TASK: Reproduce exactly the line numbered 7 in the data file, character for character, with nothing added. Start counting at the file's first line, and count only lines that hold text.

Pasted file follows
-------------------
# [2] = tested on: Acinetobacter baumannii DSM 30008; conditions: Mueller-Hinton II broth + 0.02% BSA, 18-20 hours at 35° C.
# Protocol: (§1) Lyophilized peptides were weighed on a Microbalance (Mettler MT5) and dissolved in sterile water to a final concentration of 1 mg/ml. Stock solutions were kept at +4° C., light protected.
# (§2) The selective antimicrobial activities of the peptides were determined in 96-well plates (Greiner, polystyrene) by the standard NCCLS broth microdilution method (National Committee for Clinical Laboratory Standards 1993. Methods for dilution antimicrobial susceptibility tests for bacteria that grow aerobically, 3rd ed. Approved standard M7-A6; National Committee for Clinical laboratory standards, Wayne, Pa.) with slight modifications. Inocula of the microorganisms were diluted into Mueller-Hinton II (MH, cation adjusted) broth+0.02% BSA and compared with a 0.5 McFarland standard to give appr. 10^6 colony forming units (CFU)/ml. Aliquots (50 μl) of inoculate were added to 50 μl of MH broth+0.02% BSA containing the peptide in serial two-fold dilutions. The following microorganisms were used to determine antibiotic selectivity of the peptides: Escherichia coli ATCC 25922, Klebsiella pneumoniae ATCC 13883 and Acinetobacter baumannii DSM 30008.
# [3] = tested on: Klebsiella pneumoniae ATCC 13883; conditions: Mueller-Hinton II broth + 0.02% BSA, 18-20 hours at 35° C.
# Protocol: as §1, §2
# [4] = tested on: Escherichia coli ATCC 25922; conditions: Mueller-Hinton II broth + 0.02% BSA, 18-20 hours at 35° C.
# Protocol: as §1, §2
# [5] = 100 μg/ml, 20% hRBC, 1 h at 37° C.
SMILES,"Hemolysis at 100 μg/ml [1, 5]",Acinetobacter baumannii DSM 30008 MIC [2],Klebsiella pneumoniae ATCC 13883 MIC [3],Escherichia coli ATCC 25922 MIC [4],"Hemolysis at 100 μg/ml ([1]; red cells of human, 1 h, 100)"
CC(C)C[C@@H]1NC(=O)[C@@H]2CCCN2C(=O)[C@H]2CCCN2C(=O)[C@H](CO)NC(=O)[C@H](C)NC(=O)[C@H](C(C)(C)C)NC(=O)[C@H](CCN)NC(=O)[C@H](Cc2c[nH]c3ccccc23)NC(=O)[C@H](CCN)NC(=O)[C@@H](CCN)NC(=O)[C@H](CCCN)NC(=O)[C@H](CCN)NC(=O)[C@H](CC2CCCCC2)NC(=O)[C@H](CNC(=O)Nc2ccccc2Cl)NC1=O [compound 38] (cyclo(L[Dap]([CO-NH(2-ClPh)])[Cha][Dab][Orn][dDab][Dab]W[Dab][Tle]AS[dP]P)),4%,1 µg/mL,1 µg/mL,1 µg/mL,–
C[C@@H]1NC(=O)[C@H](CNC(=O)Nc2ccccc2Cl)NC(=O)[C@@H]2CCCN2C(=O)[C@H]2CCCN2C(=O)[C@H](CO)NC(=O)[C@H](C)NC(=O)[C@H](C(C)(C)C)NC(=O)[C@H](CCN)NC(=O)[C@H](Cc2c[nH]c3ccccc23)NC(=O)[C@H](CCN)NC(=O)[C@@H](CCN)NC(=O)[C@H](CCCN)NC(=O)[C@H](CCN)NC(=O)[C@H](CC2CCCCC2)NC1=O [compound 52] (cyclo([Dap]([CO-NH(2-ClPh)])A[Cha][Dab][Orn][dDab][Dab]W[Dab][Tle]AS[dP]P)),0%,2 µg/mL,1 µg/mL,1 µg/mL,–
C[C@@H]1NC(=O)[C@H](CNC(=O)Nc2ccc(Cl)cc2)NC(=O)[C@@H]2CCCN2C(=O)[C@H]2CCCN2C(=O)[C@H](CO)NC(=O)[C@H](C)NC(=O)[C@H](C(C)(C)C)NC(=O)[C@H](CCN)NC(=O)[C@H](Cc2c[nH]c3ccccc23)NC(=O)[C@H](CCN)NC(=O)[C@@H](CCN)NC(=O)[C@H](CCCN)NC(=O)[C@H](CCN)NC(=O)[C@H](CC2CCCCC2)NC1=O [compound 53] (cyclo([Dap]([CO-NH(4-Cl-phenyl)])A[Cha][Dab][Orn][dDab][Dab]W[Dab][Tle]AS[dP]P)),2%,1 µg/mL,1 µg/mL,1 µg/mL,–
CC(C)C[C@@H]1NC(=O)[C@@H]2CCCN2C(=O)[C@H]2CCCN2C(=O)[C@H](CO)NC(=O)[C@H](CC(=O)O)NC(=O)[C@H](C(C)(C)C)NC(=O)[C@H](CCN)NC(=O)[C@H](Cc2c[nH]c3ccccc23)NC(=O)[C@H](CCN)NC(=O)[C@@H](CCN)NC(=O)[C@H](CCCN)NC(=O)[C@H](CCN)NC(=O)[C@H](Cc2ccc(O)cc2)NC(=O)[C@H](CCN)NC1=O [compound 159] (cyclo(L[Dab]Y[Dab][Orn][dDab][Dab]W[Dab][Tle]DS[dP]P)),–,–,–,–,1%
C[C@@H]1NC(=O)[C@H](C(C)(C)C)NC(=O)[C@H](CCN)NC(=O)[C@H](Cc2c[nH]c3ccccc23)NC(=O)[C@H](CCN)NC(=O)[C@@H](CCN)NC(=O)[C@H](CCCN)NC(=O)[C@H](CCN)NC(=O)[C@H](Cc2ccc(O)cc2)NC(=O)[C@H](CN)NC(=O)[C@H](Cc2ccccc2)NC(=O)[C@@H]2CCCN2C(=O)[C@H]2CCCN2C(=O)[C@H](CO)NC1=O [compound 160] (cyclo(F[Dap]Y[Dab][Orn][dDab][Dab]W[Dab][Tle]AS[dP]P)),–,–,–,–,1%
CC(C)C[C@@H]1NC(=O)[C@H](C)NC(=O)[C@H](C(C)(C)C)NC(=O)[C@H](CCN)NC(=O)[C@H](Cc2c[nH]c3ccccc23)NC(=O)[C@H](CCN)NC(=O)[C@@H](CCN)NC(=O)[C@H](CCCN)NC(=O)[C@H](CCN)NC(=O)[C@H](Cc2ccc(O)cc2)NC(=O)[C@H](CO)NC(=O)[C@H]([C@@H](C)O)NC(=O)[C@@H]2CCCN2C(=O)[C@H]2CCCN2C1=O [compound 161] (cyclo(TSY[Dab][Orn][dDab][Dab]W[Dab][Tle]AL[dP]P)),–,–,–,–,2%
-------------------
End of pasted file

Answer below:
# Protocol: as §1, §2